July 21st, 2010

Wright's Writing Corner: Guest Blog by Merry Muhsman

Writing friend Merry Muhsman guest blogs with this delightful piece on Encouragement.


             My cousin’s daughter trembled in my arms, bobbing up and down as the wave rolled by us.

            “What’s the worst that could happen?”

            Her skis split apart, even as I wrapped my arms beneath her legs and pulled her close to my chest. I knew she was thinking she’d do the splits in the water. Maybe even get pulled under water by the boat.

            “You can do this,” I whispered in her ear as someone had in my own ear so many times before. “Let the boat pull you up. Keep your knees bent. And just lean back a little.” She nodded, and just shook more.

            “Most importantly,” I reminded her. “Remember to let go of the rope.”

            Teaching her to water-ski reminded me of my own journey with writing. They are surprisingly similar.

            When I was young, I hated water-skiing. Everyone in my family could ski. It was some sort of rite of passage. For me, it was downright terrifying. I was scared of the pull of the boat, and I let go of the rope as soon as my Dad accelerated. I suppose I thought my arms would rip from their sockets or something silly. Or my life jacket wouldn’t hold me and I would drown. I did everything I could to get out it.

Feigned sick. Waves too big. Ate too much at lunch. Water is cold. Anything.

Sometimes I have the same problem with writing. Some days I have trouble sitting in front of the computer to edit my work again. What if it’s rejected? What if it’s not good enough? What if someone hates it?

I find reasons not to try. It’s just too hard. Too much to do. Weeds in the garden. Laundry to fold. Gosh, that closet needs to be cleaned out. Oh, I love that movie.

Sometimes in my journey to water ski, I got burned. Burned because I forgot to let go of the rope. It’s probably the most important lesson of skiing. If you feel like you’re going to fall, let go of the rope or you’ll have a nasty red lash on your skin. I had at least a couple before I figured out the magic trick of just letting go.

I also had to learn to let go with my writing.

            Once, when I was trying to create buzz for my novel, I sent some books to reviewers, knowing they would be honest. I had to trust my book could stand on its own.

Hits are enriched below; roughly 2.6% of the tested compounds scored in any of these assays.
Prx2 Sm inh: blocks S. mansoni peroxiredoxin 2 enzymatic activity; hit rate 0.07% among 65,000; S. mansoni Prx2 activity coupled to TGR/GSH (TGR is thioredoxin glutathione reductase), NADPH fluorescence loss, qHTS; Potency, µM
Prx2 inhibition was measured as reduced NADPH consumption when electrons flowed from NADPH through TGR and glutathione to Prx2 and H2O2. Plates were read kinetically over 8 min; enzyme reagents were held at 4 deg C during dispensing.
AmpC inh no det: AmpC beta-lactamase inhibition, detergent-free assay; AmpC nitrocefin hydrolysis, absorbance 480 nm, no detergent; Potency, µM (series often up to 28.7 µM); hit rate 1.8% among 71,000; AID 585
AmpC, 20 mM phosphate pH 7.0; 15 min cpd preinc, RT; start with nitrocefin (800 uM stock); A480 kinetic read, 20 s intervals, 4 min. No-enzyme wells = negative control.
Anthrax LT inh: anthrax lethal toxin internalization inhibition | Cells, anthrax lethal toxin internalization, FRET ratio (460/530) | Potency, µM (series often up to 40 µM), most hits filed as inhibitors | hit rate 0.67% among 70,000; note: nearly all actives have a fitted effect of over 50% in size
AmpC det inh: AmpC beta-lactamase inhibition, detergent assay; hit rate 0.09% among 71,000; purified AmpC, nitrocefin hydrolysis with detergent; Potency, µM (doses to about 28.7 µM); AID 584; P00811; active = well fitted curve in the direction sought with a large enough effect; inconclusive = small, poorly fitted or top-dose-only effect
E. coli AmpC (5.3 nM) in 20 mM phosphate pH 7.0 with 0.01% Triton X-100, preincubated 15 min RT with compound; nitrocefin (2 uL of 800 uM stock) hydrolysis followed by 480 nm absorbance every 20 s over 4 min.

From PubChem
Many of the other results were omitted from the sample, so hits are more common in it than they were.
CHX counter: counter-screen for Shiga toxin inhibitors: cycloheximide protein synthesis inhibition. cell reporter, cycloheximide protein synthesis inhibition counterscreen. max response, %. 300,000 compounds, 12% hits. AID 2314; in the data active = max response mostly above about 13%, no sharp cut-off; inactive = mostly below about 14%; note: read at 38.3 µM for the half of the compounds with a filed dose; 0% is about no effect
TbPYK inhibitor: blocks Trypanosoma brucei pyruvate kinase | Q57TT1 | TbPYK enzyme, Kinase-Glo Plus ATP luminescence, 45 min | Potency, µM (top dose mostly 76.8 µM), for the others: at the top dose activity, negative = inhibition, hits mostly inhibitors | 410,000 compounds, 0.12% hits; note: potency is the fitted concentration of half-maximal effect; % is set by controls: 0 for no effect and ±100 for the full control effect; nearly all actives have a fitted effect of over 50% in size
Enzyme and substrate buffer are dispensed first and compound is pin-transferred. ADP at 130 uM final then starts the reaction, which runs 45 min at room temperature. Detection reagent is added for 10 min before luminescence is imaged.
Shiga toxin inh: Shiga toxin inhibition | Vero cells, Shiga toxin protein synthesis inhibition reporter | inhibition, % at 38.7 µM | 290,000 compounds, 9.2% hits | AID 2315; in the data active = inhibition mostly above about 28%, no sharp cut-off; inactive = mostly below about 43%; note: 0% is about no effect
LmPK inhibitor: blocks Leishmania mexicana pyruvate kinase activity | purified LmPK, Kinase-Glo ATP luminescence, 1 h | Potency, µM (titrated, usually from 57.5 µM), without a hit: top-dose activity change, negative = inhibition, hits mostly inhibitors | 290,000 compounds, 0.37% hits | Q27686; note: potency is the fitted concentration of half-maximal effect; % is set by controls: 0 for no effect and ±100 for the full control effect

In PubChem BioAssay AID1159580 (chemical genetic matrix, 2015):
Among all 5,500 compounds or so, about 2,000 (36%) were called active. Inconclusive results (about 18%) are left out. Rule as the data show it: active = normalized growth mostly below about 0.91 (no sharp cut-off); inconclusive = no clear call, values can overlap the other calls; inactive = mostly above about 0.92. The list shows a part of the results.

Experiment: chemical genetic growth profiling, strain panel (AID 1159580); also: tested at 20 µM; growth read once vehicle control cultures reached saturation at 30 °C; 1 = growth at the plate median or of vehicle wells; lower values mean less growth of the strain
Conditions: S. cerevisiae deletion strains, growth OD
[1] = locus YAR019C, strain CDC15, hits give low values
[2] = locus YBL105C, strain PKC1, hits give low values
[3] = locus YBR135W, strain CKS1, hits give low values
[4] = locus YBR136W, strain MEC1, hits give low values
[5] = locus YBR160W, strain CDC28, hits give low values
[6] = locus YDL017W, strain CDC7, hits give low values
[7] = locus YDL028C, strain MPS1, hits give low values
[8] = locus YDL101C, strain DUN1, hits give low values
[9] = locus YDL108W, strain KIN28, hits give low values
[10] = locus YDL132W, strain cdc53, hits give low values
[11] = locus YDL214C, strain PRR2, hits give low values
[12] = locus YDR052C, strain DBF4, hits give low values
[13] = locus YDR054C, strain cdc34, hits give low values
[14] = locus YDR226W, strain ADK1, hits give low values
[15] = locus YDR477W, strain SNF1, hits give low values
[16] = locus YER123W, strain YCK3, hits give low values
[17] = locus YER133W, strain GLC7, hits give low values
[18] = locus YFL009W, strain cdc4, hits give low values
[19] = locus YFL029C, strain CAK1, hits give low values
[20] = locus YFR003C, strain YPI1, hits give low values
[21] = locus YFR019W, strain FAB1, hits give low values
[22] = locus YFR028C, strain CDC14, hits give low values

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Wright’s Writing Corner: Guest Blog by Merry Muhsman

Writing friend Merry Muhsman guest blogs with this delightful piece on Encouragement.


             My cousin’s daughter trembled in my arms, bobbing up and down as the wave rolled by us.

            “What’s the worst that could happen?”

            Her skis split apart, even as I wrapped my arms beneath her legs and pulled her close to my chest. I knew she was thinking she’d do the splits in the water. Maybe even get pulled under water by the boat.

            “You can do this,” I whispered in her ear as someone had in my own ear so many times before. “Let the boat pull you up. Keep your knees bent. And just lean back a little.” She nodded, and just shook more.

            “Most importantly,” I reminded her. “Remember to let go of the rope.”

            Teaching her to water-ski reminded me of my own journey with writing. They are surprisingly similar.

            When I was young, I hated water-skiing. Everyone in my family could ski. It was some sort of rite of passage. For me, it was downright terrifying. I was scared of the pull of the boat, and I let go of the rope as soon as my Dad accelerated. I suppose I thought my arms would rip from their sockets or something silly. Or my life jacket wouldn’t hold me and I would drown. I did everything I could to get out it.

Feigned sick. Waves too big. Ate too much at lunch. Water is cold. Anything.

Sometimes I have the same problem with writing. Some days I have trouble sitting in front of the computer to edit my work again. What if it’s rejected? What if it’s not good enough? What if someone hates it?

I find reasons not to try. It’s just too hard. Too much to do. Weeds in the garden. Laundry to fold. Gosh, that closet needs to be cleaned out. Oh, I love that movie.

Sometimes in my journey to water ski, I got burned. Burned because I forgot to let go of the rope. It’s probably the most important lesson of skiing. If you feel like you’re going to fall, let go of the rope or you’ll have a nasty red lash on your skin. I had at least a couple before I figured out the magic trick of just letting go.

I also had to learn to let go with my writing.

            Once, when I was trying to create buzz for my novel, I sent some books to reviewers, knowing they would be honest. I had to trust my book could stand on its own.           

           

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Collapse )Originally posted to Welcome to Arhyalon. (link)